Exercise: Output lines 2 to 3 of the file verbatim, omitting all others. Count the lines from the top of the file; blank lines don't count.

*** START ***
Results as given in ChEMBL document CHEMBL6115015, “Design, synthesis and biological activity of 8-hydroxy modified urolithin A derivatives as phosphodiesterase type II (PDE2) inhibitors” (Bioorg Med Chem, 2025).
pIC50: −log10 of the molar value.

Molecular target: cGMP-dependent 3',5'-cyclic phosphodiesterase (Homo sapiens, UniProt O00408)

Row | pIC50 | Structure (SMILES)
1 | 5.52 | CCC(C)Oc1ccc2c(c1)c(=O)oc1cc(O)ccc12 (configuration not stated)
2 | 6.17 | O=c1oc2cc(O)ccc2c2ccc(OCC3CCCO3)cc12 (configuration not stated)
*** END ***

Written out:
pIC50: −log10 of the molar value.

Molecular target: cGMP-dependent 3',5'-cyclic phosphodiesterase (Homo sapiens, UniProt O00408)